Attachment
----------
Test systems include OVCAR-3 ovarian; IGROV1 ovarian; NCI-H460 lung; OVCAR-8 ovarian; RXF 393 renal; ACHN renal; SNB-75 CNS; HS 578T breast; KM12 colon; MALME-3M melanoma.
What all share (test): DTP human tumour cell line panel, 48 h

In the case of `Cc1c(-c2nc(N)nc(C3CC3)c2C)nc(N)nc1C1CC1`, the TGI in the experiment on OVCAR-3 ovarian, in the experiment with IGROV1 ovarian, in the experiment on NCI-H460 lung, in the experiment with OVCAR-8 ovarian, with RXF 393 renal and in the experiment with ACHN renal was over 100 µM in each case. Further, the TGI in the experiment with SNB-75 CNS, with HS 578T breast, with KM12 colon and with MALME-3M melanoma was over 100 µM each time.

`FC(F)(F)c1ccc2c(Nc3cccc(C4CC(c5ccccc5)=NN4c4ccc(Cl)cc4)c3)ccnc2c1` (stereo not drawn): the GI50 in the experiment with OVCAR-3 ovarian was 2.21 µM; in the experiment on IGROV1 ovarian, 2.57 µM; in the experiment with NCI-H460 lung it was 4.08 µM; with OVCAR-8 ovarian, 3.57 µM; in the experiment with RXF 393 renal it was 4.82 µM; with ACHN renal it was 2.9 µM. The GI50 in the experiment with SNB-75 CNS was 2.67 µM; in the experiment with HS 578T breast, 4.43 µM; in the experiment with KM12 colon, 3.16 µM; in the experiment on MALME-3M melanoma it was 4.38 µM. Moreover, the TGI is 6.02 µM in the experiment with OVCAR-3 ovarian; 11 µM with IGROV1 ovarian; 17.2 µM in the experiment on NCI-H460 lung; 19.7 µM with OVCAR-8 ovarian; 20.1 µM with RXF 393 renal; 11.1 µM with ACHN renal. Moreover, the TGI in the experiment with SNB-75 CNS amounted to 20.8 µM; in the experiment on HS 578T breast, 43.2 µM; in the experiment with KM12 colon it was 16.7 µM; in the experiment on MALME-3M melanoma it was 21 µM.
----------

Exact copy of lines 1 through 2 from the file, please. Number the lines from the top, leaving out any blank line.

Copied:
Test systems include OVCAR-3 ovarian; IGROV1 ovarian; NCI-H460 lung; OVCAR-8 ovarian; RXF 393 renal; ACHN renal; SNB-75 CNS; HS 578T breast; KM12 colon; MALME-3M melanoma.
What all share (test): DTP human tumour cell line panel, 48 h